Leaving our caboose hop standing on the main track behind the station at Red Pass, our crew, including Walter Kortzman, conductor, Bill Russel, rear trainman, Ed Poelzer, engineer and myself gathered inside the warm office of the operator to arrange for our clearance and train orders and to discuss our strategy regarding the placement of the outfit we were charged with moving.
Because the outfit was being moved "live", meaning that the cars were occupied by members of the gang, we waited for the gang foreman to arrive with his instructions and an assurance that the gang was ready to move, with all wires, water lines, or other obstructions tucked away and secured for movement.
We already had a copy of a 'message' from the Chief Dispatcher instructing us to move the gang from Red Pass to Foster, and to leave it in the siding at Foster with room at both ends for maintenance of way equipment.
Wally decided that Bill should ride the head end with Ed and me to Foster and, when we were in the clear, with room to spare, Bill and I would tie down the train with more than enough handbrakes to keep the train from moving out of the siding and onto the main line, where it would run westward all the way to Valemount, unless it hit something, or derailed due to excessive speed. The story of the runaway log cars of a few years earlier was still fresh in every Jasper railroader's mind.
The gang foreman arrived at the station and, after stomping his feet and brushing his pant legs to shake off the snow that was by now above his knees on hte ground, he gave Wally the OK to tie on to the outfit and take it away.
The operator had cleared us as a work extra, working between Albreda and Red Pass which would allow us to use the main line in both directions between those two points and within given time perameters, which I no longer remember. Foster is just over seven miles from Red Pass, so we didn't have far to travel, but the heavy winter conditions would certainly create serious delays to our progress. We felt we had sufficient time to do what we were required to do under the Chief's message and make it back to Red Pass for fresh orders, but we would likely be on the road for several hours, putting us beyond our dinner hour. To this, the foreman said that he'd speak to the cook and arrange for us to have a hot meal once the gang was tied up and the labourers had been fed.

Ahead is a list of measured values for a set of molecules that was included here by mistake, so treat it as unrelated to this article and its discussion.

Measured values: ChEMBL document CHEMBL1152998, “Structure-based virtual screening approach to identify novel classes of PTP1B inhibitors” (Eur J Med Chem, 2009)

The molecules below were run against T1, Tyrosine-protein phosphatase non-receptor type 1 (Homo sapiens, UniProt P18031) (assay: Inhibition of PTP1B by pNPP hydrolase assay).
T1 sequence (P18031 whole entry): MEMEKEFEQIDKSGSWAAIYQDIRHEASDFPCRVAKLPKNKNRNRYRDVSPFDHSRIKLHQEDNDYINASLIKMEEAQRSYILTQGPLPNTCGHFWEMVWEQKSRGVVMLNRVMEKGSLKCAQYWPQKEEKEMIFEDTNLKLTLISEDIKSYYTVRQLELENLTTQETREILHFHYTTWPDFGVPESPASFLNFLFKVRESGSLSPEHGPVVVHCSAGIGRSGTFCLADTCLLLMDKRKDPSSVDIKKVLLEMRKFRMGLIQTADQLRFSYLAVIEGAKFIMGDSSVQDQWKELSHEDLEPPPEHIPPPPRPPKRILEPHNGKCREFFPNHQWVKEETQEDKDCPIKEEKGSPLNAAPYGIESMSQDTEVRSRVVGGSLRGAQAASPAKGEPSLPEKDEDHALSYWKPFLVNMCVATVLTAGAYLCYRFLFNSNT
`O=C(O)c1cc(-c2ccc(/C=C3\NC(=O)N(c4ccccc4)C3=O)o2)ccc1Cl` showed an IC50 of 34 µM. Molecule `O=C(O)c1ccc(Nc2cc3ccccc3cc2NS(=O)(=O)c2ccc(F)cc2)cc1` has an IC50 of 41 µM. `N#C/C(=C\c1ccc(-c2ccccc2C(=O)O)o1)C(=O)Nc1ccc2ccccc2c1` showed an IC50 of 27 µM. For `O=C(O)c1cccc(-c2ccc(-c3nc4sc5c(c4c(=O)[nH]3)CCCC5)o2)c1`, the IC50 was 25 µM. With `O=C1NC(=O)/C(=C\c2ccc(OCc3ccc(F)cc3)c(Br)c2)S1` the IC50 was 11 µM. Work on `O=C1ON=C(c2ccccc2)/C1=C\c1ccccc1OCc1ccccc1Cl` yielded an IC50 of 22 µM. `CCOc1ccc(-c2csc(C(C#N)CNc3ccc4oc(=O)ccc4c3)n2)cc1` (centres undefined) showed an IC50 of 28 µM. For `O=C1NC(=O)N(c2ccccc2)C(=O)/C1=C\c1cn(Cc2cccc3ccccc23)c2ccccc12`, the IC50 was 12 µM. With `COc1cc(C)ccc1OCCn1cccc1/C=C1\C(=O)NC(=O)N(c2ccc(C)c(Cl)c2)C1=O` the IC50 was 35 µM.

"It's a deal", we said.
Thinking ahead, Bill suggested that we take a couple of pick handles, or track hammer handles from the tool car to use as 'brake bats' on the ancient 'stem-winder' hand brakes of the ancient outfit cars.
Brake bats used to be carried on all cabooses and, I would think, all steam locomotives for the purpose of cranking on a good, hard brake which operated on a "pawl and ratchet" principle. The brake systems that were still being used on those old maintenance of way cars had been around for over fifty years, not because they were considered effective, but because the railroads planned to scrap the cars eventually, and didn't see where the considerable expenditure required to upgrade the brake systems to more modern standards would be economically feasible. So, Bill and I prepared ourselves to climb to the top of every car, tie on each hand brake until we couldn't turn the wheel anymore, and then feed the brake bat into position and with both hands gripping the hammer handle tightly, lean into it until we had squeezed every last "click" out of the brake chain and pawl-and-ratchet.
We left the warmth of the station and went outside into the gathering afternoon gloom. The snow was letting up a bit, we agreed.